'Stupid' US sanctions won't undo my government: Maduro

Venezuelan President Nicolas Maduro speaks during the broadcast of a TV programme at the Miraflores presidential palace in Caracas on December 11, 2014 in this photo from the Presidencia (AFP Photo/Miguel Angulo)

Caracas (AFP) - President Nicolas Maduro charged Saturday that tighter, "stupid" new US sanctions are just further straining to undermine military staff loyalty after Venezuela derailed a bid to oust him.

"These sanctions are a threat -- to see if they can break the morale of leaders of our armed forces ... in March, I announced that we put down an attempted coup d'etat, thanks to our brass' loyalty," Maduro said at a speech in Caracas.

The tighter US sanctions freeze assets and deny visas to Venezuelan authorities responsible for violence and political detentions triggered by the protests.

"Have you ever heard of such arrogance?" leftist firebrand Maduro asked angrily.

"As if we cared about visas to get in the United States. ... Idiots!" he roared.

On Saturday, Maduro -- the general elected to succeed late longtime President Hugo Chavez -- also suggested involvement by the US embassy in the June plot to topple him, which he said aimed to use a Venezuelan military aircraft to bomb Caracas targets.

"The coup plotters were trying to get a plane here or bring it in, with Venezuelan tags," Maduro said. "The number-one bombing target was (state and regional news channel) Telesur ... then the defense ministry and then the presidential palace."

"I can tell you, US embassy officials: one by one: I know who is plotting. And I can tell you this: if your stupid sanctions law serves any purpose, it will be to strengthen our fighters' resistence."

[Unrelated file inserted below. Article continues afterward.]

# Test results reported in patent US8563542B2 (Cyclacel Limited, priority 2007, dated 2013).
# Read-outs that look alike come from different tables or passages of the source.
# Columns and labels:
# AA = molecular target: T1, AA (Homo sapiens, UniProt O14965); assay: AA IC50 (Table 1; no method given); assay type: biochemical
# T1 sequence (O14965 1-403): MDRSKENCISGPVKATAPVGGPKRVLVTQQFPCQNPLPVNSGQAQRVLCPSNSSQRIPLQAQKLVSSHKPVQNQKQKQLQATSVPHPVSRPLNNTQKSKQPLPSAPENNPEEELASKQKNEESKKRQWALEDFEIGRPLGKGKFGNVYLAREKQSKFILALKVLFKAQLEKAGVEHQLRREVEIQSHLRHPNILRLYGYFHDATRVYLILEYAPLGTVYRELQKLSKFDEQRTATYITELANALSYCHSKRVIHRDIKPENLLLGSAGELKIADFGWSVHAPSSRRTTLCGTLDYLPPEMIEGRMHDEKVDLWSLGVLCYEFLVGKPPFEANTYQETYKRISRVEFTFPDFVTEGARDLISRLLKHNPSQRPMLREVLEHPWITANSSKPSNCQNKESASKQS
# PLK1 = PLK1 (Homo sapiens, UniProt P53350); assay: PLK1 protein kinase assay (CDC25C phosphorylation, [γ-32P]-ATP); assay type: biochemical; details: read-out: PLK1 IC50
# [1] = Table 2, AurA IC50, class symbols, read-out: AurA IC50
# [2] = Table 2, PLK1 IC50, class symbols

On Wednesday, the US Congress gave its final approval Wednesday to new sanctions against Venezuelan officials accused of violating the human rights of anti-government protestors this year.

Thousands of activists were arrested and more than 43 people were killed during mass demonstrations against Maduro's government, which raged from February to May.

The US hit Venezuela government officials with travel bans in July, but lawmakers said they did not receive White House support for a sanctions bill against Caracas.

But failed efforts from Latin American allies to reform the government in Venezuela led US President Barack Obama to switch his stance on increased sanctions, the White House said in November.

Maduro, whose popularity has sunk to record lows amid economic woes and rampant violent crime, has called a rally for Monday against the US sanctions.